1915's Trends

This is the time of the year to talk about trend reports. It’s the most exciting part of runway shows, searching for trends for next seasons.  Fashion magazines, blogs and e-magazines round-up the coolest trends and predict how our fashion habits are going to change for the new year (for example if Instagram would be the key element to consacrate to success new Instagirls or if celebrity models would take a fundamental role on catwalks and ad campaigns).

In January we’re all crazy about trends!!

I won’t write about the next fashion trends, of course, I’m a fashion history blogger!

But I love to take inspirations from present life, so I decided to travel back 100 years to 1915 to describe 5 outstanding fashion trend of that year.

So what was happening a century ago in the world of fashion?

 

1. Orientalism is the new Black

The Larger-Than-Life  French couturier Paul Poiret took inspiration from a cosmopolitan group of artists, as Apollinaire, Stravinsky, Picasso, Cocteau, Diaghilev, who settled in a roaring Paris at the beginning of the century. The love and fascination for exotic cultures was clear and fashion moved in that direction, crowning Poiret the Maharajah of glamour. The opulent fabrics and redundant colors were balanced in his creationsby the simple cuts and geometrical shapes. Through his revolutionary African Kaftans, draped Japanese Kimonos, and Greek chitons, Poiret set the stage for 1920′s tubular dresses.

1915

 

2. Working girls

The outbreak of the WWI concerned many countries in Europe, as Italy, England, Austria and Germany. Men were called to fight and of course women had to take their places, helping their own families and going to work, for most of them for the first time. Corsets and brassieres were abandoned, as well as uncomfortable “hubble-skirts” and couture-inspired outfits.

This was the moment when a girl, named Gabrielle Chanel had the great idea to create something cozy, comfortable and chic for the new generations of working young ladies. Classified by Poiret as “Pouvretè de Luxe” this new minimal and effortless fashion was ready to conquer the entire world and was going to last till our present days.

1915

 

3. The Ertè Woman

1915 was the year of a great venture in fashion: Romain de Tirtoff, aka Ertè began to publish his drawings on Harper’s Bazar. His oriental-inspired designs were first published on the cover of American Bazar in January. With his fertile imagination Ertè created a very personal concept of woman, filling his sketches with details. Women embody ultra-chic creatures in his vision, Assyrian princesses, harem’s queens and Egyptians goddesses. His world was ruled by the influences of Russian Ballets of Diaghilev and he conveyed the joyful mood of Parisian life in his drawings. Even if his designs weren’t immediately accepted and appreciated, he became successful during the following years, and his creations were permanently considered pieces of art, gaining the worldwide approval of all major fashion magazines.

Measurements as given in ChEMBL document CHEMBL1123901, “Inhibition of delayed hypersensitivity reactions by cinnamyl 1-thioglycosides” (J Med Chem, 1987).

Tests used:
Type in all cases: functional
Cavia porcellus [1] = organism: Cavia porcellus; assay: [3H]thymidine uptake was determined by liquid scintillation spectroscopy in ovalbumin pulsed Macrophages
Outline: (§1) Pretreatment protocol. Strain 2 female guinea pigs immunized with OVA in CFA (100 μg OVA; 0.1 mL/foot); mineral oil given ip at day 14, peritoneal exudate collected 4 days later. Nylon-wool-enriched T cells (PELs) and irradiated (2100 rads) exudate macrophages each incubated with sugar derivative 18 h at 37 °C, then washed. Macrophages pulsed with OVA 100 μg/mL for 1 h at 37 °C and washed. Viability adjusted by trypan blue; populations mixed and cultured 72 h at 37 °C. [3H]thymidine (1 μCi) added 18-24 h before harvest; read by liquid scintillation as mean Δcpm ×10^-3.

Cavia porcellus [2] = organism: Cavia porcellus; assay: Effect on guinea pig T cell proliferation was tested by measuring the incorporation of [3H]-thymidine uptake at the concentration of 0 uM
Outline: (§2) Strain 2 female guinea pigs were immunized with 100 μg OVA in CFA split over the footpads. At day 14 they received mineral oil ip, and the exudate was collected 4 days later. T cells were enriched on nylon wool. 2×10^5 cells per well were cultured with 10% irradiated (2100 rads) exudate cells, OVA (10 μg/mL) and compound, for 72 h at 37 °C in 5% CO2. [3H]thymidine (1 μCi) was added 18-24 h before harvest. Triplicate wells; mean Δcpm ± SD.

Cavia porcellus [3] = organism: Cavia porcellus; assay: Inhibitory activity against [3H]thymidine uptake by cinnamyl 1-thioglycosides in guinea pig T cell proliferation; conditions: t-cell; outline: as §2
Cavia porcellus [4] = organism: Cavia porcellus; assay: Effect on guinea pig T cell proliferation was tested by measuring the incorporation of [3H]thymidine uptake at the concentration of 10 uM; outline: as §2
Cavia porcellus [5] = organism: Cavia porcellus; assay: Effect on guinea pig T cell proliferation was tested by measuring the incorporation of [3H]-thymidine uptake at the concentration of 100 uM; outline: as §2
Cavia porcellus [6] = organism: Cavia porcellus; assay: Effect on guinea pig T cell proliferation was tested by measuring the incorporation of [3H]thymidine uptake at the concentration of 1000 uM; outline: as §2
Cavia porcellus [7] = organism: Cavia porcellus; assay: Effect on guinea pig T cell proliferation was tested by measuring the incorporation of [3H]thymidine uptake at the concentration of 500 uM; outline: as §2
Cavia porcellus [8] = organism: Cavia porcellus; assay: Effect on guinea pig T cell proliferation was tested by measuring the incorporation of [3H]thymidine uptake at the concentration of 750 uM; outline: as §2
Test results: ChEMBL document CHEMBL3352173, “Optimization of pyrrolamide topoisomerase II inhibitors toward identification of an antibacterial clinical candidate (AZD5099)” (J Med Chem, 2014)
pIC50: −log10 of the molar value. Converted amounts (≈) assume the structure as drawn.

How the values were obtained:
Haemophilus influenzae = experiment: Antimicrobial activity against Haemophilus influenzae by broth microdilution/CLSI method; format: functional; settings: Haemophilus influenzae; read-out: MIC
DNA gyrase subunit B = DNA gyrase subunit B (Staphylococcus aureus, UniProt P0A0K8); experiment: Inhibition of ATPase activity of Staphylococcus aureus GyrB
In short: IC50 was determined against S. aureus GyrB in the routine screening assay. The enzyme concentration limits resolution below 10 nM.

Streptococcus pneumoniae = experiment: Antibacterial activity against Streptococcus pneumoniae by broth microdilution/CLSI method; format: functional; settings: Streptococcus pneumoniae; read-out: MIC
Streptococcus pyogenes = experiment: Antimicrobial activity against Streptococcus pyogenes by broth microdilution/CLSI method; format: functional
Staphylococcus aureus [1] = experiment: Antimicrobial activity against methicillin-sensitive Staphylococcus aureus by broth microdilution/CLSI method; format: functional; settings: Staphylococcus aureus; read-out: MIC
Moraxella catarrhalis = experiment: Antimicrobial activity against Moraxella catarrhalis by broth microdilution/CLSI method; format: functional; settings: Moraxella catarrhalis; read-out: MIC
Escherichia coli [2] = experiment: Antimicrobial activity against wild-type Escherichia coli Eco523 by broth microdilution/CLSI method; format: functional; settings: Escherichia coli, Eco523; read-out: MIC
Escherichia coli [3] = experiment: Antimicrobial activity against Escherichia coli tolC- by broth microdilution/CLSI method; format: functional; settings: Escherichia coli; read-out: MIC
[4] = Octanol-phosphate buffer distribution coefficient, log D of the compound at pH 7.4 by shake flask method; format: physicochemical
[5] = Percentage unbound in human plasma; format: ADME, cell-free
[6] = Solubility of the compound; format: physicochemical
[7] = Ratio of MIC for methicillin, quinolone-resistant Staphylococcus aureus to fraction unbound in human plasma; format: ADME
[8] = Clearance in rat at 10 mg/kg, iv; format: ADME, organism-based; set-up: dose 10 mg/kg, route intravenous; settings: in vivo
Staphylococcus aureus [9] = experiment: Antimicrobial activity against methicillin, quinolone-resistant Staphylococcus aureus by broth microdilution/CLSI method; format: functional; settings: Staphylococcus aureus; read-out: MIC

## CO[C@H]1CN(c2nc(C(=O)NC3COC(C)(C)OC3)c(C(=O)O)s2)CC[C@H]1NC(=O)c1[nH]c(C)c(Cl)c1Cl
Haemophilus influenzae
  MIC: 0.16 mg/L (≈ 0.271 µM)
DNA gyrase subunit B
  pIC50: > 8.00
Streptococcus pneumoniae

1915

 

4. Dynamism, asimmetry and the abolition of boring

In the late 1914 Giacomo Balla, one of the major artist of the Futurist movement, published the manifesto about fashion rules, as seen through Futurism’s dictates. The Manifesto was called “Il Vestito Antineutrale” and had a great influence on the Futurists fashion habits: Balla, Depero and Thayat put into practice the abolition of pail colors, symmetry, mediocrity and boring good taste. They created dynamic fabrics patterns, with aggressive colors, asymmetrical cuts, with rounded and squared lines and dynamic silhouettes, which embody action, impetuosity and courage. Although admittedly the ideas of the audacious Futurist artists about fashion didn’t quite reach mainstream, its fashion dictates spread all over Europe and Russia, where the movement was active until 1920′s.

1915

 

5. Red lips

1915 marked the year of a revolutionary invention that changed the world of make-up: Maurice Levy, an American engineer, invented lipstick push up sticks in tubes, which later became extremely common during the 1920′s. The metal cylinder was mostly similar to the shape used today and it sure made women’s life much easier!

1915

 

My final thoughts

100 years passed: society, culture, fashion and people evolved. But the cycle of trend remains the same. The trends were settled from a minority, an elite and used to gain popularity during their evolution. Fashion was considered revolutionary and trends mirrored the social, artistic, economical and technological changes. The disappearance of trends happened not so fast as now, of course, but mechanism behind them was identical to our contemporary fashion changes.

 

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